Now that you’ve selected your ideal kitchen faucet, it’s time to get it installed! Here’s the good news: as long as you’ve got a few tools, you can get this job done in a snap! Even if you’re installing a faucet that has a side sprayer or a drinking water spigot, it’s still really easy to get this new fixture into your kitchen to upgrade its look.
The first thing to do is take note of the instructions that come with your kitchen faucet. Some have very defined steps that must be followed in order to make sure the installation is completed properly. Keep those instructions handy as you proceed through the chore and refer to it often
What Do You Need to Prepare For a Faucet Installation?
Before even opening up your new kitchen faucet, you’ve got a little bit of work to do to prepare the installation site. The first step is to thoroughly clean out the cabinet underneath where the new faucet will go. Any dirt or grime can get into the seals or gaskets that your faucet may need for a stable installation and any debris will degrade that seal over time and make you have to do this chore sooner instead of later.
You’ll also want to do a full inspection of the cabinet where you’ll be working, both above and below. It’s a good chance to check for locations of hidden mold or mildew build-up that could be cleaned. You’ll also want to check for nails or screws that stick out and other potential hazards that could damage either you or the faucet as you’re getting to work.
The Next Step Is To Block the Drain
It’s an uncomfortable situation to have water gush out on your head while you’re working under the sink. Go ahead and just stop up the drain now to prevent any of that from happening. It will also stop a young helper from dropping a wrench down the drain onto your head! Just because you’ve stopped the drain, however, doesn’t mean you won’t have any water coming through on you. Make sure you’ve got a decent bucket on hand to catch any water.
Here’s a pro tip: get something to cushion against the sides of the cabinet as you work. A couple rolled up towels are good. There have been instances when old sweatshirts, hoodies, or tablecloths have been used too. In one creative instance, bubble wrap was even used! Those edges of the cabinet can get sharp as you rub back and forth on them, so this will save you some skin raspberries if you pad the edges now. Turn off the power that might be under the sink right now too.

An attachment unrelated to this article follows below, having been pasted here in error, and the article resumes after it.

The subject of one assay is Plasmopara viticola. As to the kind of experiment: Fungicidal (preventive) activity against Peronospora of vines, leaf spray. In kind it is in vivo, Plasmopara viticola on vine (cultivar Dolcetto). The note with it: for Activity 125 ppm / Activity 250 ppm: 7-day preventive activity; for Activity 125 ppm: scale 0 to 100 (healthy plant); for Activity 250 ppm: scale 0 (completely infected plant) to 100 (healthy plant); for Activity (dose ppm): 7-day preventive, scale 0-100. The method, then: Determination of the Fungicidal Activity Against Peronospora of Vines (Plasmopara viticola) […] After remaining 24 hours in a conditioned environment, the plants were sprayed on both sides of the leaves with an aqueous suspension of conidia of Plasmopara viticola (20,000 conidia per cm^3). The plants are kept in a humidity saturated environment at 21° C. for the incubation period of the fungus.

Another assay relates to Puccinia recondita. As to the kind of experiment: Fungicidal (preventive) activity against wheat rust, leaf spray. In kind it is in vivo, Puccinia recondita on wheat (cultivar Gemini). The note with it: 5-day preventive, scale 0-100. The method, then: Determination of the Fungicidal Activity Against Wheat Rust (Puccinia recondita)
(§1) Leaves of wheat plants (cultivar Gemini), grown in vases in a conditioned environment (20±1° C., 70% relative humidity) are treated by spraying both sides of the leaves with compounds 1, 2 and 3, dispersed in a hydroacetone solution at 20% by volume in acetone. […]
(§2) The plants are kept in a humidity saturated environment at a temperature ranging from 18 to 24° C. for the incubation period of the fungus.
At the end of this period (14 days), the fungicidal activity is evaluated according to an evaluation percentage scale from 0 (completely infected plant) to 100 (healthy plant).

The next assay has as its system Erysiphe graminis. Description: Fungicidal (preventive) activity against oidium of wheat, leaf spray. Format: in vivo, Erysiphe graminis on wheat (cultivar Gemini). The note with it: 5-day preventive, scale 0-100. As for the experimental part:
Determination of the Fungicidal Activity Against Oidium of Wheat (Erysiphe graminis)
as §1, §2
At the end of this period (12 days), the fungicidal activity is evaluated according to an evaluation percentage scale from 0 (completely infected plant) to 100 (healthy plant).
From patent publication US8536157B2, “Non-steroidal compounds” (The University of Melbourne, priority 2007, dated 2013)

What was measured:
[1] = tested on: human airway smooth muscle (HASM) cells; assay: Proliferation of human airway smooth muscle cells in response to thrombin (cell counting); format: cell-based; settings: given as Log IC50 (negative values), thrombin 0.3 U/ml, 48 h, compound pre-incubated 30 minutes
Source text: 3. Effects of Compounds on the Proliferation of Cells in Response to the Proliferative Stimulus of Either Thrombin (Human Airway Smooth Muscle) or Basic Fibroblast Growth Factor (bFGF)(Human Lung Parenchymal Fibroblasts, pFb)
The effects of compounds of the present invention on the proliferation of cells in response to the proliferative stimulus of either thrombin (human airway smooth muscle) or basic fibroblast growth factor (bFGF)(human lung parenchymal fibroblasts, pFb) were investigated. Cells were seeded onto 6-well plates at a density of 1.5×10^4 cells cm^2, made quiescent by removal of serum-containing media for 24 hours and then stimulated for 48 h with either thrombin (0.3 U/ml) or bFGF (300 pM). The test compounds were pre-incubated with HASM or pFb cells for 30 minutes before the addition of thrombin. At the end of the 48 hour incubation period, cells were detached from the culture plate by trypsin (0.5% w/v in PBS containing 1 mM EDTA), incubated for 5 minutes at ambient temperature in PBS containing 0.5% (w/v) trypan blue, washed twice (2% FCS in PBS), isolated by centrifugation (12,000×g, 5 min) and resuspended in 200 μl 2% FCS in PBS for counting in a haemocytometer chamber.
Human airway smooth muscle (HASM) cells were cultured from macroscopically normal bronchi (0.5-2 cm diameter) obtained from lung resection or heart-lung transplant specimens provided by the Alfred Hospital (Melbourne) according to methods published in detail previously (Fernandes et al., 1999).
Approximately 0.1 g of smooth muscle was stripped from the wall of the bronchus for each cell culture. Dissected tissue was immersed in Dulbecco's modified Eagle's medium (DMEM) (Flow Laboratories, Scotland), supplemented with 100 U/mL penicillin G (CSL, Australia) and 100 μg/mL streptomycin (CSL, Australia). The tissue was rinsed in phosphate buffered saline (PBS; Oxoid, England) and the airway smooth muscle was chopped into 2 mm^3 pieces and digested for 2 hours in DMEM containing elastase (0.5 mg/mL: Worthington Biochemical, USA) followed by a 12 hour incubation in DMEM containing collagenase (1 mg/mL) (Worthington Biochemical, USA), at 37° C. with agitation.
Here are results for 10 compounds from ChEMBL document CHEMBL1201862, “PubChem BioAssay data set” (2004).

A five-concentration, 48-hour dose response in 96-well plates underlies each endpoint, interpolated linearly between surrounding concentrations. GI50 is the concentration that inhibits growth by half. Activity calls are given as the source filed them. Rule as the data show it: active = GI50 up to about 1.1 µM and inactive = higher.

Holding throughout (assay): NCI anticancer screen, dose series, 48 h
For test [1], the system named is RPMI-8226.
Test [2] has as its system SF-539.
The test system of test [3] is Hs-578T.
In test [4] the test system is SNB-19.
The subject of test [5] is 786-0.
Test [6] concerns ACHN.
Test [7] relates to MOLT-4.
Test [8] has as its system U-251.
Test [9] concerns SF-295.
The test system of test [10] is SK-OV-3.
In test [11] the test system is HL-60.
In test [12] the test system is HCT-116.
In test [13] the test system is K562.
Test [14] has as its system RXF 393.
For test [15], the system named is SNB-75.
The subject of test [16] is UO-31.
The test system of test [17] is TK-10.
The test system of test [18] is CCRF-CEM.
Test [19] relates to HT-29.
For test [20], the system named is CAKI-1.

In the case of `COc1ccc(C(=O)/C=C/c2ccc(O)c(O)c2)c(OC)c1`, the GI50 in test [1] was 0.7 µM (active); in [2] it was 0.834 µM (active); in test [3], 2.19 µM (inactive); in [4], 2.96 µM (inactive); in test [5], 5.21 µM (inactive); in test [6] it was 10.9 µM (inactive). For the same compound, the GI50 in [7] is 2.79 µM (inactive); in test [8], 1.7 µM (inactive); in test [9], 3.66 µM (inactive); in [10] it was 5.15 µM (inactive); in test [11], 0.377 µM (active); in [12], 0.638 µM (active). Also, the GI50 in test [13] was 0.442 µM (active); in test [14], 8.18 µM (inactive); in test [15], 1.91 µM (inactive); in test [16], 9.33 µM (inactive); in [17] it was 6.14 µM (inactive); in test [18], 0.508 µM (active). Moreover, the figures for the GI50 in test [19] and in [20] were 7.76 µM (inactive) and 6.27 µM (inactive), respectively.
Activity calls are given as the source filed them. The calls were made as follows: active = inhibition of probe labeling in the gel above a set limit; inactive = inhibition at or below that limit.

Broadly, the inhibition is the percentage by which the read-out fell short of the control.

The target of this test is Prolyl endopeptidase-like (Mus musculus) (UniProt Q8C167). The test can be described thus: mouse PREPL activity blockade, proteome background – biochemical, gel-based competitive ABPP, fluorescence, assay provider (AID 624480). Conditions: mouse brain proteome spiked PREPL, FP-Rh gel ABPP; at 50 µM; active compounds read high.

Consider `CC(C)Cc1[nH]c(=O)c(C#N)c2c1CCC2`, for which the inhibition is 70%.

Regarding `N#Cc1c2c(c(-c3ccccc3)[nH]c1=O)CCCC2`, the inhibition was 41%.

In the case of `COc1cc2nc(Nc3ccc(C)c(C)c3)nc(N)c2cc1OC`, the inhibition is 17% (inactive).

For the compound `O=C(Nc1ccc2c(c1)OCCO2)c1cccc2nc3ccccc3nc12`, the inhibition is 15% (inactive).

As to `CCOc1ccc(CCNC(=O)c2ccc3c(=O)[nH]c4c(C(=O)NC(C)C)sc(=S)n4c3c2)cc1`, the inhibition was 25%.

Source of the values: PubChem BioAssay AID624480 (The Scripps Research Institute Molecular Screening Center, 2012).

The final step in the preparation process is to make sure you know what the warranty stipulations of your new kitchen faucet happen to be. Some faucets have a lifetime warranty on their parts, so double-check on this before you get going. Writing down part numbers, serial numbers, and other data that can help you take advantage of this warranty should you need to do so will save you the trouble of calling under the sink later on.
Here’s How You Get Going On Your Project
Once you’ve got the work site prepared, you’ll need your tools. You basically need just three:
- a set of adjustable wrenches,
- slip-joint pliers, and
- a basin wrench for tight spaces behind the sink if necessary.
Turn off the water now that you’re ready to go. Most sinks will have a standard shut-off valve under the sink that you’ve just got to turn to the “off” position to make this happen. It’s going to look like the valves that run water to your toilet or your washing machine and if you haven’t turned it in years, it could be a tough chore. A little WD-40 or other spray lubricant can help make this task a little easier.
Once you’ve got the water turned off, you can disconnect the water supply line from the old faucet. You’ll need the slip-joint pliers or the basin wrench to make this happen. The old faucet will also be sealed into the sink, so you’ll need to work that sealant off and then scrape the area clean so you can put down new sealant. Unscrew the mounting nuts from the old faucet tailpieces or disconnect the old supply line from the water source if you’re installing a new line.